This seems like an obvious point, but many applicants end up writing essays that do not actually shed much light on themselves. No matter how beautiful your descriptions are, or how emotionally moving your content is, if you do not relate these thoughts back to yourself as an individual, your essay will be ineffective.


A strong application essay allows us to visualize the applicant behind the numbers, and to know exactly what type of person you are. The essay should make us feel that we have gotten to know you on a personal level, as if we have met you face-to-face.

3) Are there deep, personal reflections?


To allow the admissions officer to get to know you, your writing needs to include reflections that are deep and personal. Without these reflections, an essay will seem shallow or even generic. Conversely, mature reflections will bring personality and depth to a topic that might seem commonplace at first (for example, community service).


To put it another way, the most important thing in the essay is not the “what”, but the “why”. We have the “what” from the list of your extracurriculars, scores and awards. We now want to know the “why”, the motivations that drive you.


This is also why it is a bad idea to try to cover too much in your essay. To put it yet another way, while the other sections of your application focuses on describing the breadth of your activities, in your personal statement, you should aim to reveal depth in one area.

4) What will the applicant bring to the community?


So what should you highlight about yourself? Well, the admission officer wants to discover what you can contribute to the college. If your application allows the reader to visualize you as an active, contributing and successful member of the community, you are in.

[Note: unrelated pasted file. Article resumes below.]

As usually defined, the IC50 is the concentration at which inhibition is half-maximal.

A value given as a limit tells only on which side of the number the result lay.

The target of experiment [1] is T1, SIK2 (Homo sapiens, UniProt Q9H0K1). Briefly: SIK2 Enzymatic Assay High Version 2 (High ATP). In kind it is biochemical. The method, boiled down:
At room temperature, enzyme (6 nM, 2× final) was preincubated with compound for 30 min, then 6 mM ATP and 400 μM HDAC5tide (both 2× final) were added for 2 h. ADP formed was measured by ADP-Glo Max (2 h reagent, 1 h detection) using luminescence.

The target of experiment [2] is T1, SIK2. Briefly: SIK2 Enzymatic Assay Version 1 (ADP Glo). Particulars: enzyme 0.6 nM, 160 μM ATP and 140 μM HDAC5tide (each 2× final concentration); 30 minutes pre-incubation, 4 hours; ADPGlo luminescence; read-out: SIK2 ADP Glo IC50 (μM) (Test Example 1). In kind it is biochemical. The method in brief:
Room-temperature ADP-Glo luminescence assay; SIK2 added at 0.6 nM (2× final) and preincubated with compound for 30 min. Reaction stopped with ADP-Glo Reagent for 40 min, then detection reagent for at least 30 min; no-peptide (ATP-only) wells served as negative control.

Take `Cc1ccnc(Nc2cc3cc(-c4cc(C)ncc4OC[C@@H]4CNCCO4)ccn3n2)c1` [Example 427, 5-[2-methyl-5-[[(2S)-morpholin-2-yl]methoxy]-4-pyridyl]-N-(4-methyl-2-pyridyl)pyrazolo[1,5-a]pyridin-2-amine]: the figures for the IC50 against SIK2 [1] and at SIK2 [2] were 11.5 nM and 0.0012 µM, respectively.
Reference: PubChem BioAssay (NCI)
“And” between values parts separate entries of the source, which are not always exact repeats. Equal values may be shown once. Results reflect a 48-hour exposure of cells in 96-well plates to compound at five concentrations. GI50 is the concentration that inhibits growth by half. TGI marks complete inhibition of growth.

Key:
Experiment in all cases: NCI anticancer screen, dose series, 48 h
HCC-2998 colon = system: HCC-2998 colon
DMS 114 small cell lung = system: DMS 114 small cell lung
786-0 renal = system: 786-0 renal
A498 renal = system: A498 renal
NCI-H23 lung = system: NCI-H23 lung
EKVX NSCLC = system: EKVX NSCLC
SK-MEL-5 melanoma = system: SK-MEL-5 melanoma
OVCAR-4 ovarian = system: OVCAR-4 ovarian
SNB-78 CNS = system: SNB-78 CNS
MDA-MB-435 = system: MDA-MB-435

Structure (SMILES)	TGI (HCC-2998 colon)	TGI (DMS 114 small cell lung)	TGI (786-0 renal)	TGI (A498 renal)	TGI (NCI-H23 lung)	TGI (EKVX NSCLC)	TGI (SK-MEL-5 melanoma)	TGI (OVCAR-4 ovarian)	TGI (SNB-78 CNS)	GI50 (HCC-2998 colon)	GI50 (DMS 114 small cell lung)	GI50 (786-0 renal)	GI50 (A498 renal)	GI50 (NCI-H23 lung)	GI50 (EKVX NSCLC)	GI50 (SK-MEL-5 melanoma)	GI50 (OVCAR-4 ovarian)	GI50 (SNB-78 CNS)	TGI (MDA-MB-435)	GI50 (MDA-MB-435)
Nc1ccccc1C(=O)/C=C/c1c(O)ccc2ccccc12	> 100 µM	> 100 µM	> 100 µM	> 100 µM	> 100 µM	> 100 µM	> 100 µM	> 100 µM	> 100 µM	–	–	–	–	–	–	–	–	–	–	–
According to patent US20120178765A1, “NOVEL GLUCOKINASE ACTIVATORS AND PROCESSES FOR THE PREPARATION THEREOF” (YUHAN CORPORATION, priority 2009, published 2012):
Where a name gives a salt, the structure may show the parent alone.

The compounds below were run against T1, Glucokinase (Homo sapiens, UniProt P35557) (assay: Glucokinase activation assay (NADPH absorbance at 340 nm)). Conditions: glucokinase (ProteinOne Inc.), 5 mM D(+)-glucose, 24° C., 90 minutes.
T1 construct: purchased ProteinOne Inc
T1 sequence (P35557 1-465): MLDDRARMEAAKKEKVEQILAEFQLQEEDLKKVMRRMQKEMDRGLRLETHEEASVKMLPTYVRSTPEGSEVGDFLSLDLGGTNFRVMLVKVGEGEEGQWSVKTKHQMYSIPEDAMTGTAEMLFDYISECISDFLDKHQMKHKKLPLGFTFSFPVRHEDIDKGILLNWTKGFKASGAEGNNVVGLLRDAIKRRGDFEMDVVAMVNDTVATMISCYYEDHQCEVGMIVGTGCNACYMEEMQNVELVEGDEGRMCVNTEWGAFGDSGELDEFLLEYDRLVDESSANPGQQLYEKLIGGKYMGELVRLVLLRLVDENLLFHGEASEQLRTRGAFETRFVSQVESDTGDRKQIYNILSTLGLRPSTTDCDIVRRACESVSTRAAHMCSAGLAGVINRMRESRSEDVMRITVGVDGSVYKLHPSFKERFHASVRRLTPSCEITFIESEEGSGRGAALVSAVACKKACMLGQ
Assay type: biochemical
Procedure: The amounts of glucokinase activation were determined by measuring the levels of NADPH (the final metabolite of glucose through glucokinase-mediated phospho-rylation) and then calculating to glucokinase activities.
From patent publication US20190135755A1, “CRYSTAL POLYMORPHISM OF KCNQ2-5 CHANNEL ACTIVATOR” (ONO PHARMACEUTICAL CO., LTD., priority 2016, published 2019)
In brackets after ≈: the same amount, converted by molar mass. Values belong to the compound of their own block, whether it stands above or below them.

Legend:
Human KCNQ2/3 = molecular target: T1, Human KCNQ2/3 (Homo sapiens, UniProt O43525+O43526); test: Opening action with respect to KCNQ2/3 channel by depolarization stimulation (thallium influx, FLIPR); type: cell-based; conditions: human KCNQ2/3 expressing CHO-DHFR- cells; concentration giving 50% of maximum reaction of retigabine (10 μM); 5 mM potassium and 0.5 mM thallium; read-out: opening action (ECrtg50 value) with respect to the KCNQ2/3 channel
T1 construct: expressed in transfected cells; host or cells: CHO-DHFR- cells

This does not mean that you need to be mind-blowingly unique. The qualities you can most effectively highlight are the genuine ones. A good essay requires a good deal of introspection, to arrive at a keen self-knowledge of what your strong points are, and how to best portray them.


On the flip side, you should avoid topics (and writing tone) that portrays you in a negative light. Be careful of writing about failures that highlight negative characteristics. Stay away from more controversial and potentially offensive topics. Avoid sounding naïve, lacking in self-awareness, or patronizing (a major problem, especially in essays about community service).

5) Do the qualities represented in the essay resonate with the rest of the application?


The advice goes that you should not rehash the rest of your application in your essay. For example, if you have already included multiple debate activities and awards, your essay should not be about debate.


The caveat to this is that while the specific activities should vary, there should be a consistent portrayal of personal qualities. If your essay represents you as a boundary-pushing activist, but the other parts of your application portrays you as respectful and soft-spoken, flags will be raised.


An application is a lens into a single person, so consistency is important. You should thus consider your application holistically, and put some thought into how you want to represent yourself, and what characteristics you want to highlight. Good luck!

David works for the admission office of a university with a single-digit acceptance rate. In his spare time, he provides expert coaching to students on their college application essays.Visit his website, to learn more about how to write outstanding essays.

Republished on College Search Game Plan’s blog with permission from David, at



Turn It Up To Eleven! Standardized Testing and Major Changes in 2016

October 6, 2014

Tweet Tweet “This goes to eleven” – Nigel Tufnel It has been 11 years since the CollegeBoard last redesigned the SAT. Our own Patricia von Trapp attended a local College Board Counselor Workshop on Wednesday October 1, in the hopes of learning about the new SAT.  True to form, there will be another workshop in […]